September 12 came. The event took place. And the phone we got was the one we anticipated.


The iPhone 5 Announcement

We’ve come to expect it on a yearly cycle and 2012 is no different. Today marks Apple, Inc’s announcement of a new iPhone to add to the pantheon of smartphones. The rumors have been churning about for the last couple of months. Case makers leaked a concept build showing a taller version of the iPhone 4/4S design with a mini dock connector. But even if these leaks are accurate, they tell little about what might be going on inside the device. More RAM, faster processor, an improved name, Near-Field Communication chip, or hidden updates to iOS 6 could be in store. Or maybe Apple has other tricks to show. Maybe they will debut the long rumored iPad Mini.

To ensure you are the first to know, The Airspace will be live updating this page with the details from the event held at the Yerba Buena Center for the Arts in San Francisco.


Vote, Motherfuckers

With less than sixty days until the presidential election of 2012, everyone and everything has reached a fever pitch around politics. Whether you love or hate politics (and are espousing such position in your conversations) the political animal in each of us has been roused from its slumber and is slouching around the den. I might be the first to say it doesn’t matter what your political leanings are, but it is important to have political thoughts. Crucially, it is essential you take your political whims and put them into action—regard this action as compulsory. To ameliorate any haze the headline1 might have created, it’s time you vote.


From The Lollapalooza Desk: Leave The Meter Running

“Some of the things I’ve said in the past month have taken some fear away from myself,” says Frank Ocean timidly into the mic. “I’m grateful for that love.” The four-piece band eases in and Ocean starts: “Taxi driver/ be my shrink for the hour.” Two minutes into “Bad Religion,” Ocean’s R&B art confessional, I’m crying like an infant.


From the Lollapalooza Desk: Burnt and Hallowed Grounds

“Weed!” giggles an eighteen year old wearing nothing but a bandana to cover her chest. She does a little flutter kick in the air before pirouetting. Spinning without much control, she stops herself upon hitting another person. She plants a wet kiss on this strangers face, blushes, then runs away. A group of three fifty-year-old women headed from the bar tent walk past me while laughing to one another. “This is the time we would run into our kids, while we’re each double fisting!” One of the mothers snorts, sloshing the foam of her Hoegaarden onto the grounds of Grant Park.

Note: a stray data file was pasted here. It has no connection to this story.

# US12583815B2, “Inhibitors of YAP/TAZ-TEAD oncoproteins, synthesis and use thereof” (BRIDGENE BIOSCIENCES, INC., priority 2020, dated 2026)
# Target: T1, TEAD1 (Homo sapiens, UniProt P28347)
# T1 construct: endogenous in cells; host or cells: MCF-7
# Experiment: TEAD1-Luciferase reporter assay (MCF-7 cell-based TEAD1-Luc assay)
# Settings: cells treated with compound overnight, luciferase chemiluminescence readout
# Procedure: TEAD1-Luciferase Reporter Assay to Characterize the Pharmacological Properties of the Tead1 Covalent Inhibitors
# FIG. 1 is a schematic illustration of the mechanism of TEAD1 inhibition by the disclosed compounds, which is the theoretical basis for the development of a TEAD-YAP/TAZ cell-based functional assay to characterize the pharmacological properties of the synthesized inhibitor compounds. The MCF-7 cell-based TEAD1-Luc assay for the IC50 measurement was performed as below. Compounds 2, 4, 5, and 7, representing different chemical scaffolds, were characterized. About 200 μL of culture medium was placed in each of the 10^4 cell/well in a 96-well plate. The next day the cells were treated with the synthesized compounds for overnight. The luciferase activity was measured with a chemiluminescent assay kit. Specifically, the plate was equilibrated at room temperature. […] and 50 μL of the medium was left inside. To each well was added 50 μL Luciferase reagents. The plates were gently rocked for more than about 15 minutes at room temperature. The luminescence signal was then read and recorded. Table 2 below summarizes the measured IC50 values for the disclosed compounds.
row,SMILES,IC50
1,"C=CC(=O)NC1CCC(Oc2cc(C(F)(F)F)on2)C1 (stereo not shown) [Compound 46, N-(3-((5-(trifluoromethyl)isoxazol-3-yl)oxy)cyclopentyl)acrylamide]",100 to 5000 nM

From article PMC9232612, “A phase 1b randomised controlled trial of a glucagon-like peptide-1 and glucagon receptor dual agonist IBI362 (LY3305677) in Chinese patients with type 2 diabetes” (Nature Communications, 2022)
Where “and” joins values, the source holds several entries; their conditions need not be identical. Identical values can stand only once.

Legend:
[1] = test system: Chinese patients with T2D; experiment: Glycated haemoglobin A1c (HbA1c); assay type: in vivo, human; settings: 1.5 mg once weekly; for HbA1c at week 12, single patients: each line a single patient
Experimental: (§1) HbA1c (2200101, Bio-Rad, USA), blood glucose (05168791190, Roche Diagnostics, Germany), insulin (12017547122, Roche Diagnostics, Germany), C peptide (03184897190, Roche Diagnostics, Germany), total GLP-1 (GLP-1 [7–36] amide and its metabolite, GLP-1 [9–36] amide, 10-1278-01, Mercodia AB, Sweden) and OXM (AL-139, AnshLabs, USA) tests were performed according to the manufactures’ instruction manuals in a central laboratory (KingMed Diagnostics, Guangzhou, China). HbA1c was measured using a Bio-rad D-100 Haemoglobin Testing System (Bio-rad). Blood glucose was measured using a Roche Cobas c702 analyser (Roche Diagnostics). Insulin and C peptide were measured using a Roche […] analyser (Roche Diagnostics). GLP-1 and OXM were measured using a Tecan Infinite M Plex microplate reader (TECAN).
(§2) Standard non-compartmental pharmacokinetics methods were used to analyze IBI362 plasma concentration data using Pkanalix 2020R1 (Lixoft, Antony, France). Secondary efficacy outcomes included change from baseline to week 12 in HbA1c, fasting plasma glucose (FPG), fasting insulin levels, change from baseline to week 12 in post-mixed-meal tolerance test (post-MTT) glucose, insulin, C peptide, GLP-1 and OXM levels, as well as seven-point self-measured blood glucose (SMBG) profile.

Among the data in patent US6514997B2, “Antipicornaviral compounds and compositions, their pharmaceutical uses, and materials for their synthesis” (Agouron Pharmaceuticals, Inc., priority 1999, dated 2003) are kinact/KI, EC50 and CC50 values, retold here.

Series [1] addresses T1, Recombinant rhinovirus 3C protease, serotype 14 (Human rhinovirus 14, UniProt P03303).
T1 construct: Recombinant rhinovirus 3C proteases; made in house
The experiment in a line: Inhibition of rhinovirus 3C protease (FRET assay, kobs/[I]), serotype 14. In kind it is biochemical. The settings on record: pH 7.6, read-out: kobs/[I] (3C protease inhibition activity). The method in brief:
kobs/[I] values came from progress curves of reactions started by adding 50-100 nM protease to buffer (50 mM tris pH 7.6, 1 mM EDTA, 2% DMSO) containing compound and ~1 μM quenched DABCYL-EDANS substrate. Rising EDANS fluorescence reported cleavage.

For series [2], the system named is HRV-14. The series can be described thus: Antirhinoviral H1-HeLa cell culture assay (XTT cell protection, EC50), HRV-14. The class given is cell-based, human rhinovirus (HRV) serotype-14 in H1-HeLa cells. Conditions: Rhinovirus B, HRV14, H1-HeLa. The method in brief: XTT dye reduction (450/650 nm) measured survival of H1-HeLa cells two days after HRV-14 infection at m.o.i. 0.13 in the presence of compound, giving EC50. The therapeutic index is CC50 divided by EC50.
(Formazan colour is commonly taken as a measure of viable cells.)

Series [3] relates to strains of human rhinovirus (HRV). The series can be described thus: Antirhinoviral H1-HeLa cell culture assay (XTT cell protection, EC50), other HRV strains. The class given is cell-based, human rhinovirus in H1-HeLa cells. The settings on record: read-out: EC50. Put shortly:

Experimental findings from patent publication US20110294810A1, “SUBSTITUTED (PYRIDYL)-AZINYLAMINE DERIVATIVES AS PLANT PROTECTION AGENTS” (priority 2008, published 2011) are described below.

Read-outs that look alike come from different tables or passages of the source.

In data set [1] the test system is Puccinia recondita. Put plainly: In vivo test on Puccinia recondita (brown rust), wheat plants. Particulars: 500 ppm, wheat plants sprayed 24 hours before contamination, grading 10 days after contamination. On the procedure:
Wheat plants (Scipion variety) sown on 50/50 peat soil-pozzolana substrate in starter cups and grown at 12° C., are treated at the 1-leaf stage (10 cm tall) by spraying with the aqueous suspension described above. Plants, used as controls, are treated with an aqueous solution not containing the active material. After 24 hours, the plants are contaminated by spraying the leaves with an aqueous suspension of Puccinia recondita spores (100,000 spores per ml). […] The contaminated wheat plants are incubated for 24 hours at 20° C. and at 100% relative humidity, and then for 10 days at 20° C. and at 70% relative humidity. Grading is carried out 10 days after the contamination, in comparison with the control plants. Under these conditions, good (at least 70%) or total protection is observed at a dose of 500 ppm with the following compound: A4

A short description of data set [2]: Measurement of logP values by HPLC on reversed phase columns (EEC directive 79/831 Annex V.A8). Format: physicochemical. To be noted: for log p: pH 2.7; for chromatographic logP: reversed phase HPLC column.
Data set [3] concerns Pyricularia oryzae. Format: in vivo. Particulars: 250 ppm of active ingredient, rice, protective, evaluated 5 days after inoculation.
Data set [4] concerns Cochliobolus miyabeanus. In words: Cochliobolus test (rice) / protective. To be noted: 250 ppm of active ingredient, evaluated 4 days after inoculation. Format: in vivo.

Lollapalooza, We’re Yours

It’s time. That time. The one when three hundred thousand human beings congregate in a park in Chicago, IL to stand, and soak, and sweat, and kiss, and drink, and smoke, and puke, and love, and cheer, and fight, and fuck. It’s the most raucous, unwieldy collection of strange and disfigured people: small, tall, fat, thin, old, young. And they’re all together to listen to some other folks make glorious, glorious sounds from metal boxes. They’ll hit things, shake things, strum things, blow things, crash things, smash things, and vibrate their throats until we’ve had enough and then they’ll do it some more. That’s the human transaction. That’s the state of music. That’s Lollapalooza.


11 Untold Stories of Bilbo Baggins for Peter Jackson’s Hobbit Trilogy

Peter Jackson, famously known for directing the award-winning Lord of The Rings trilogy ten years ago, has such a love for halflings that he simply cannot let Tolkien’s universe alone. In keeping with hints dropped at Comic-Con earlier this month, Peter Jackson’s film adaptation of The Hobbit will now be divided among three films. On Monday, July 30, Jackson issued a statement: “I’d like to announce that two films will become three.”

Since Jackson will need to restart production to shoot enough film for a third installment, I implore Petey J. to consider including the following previously untold stories from Tolkien’s archives.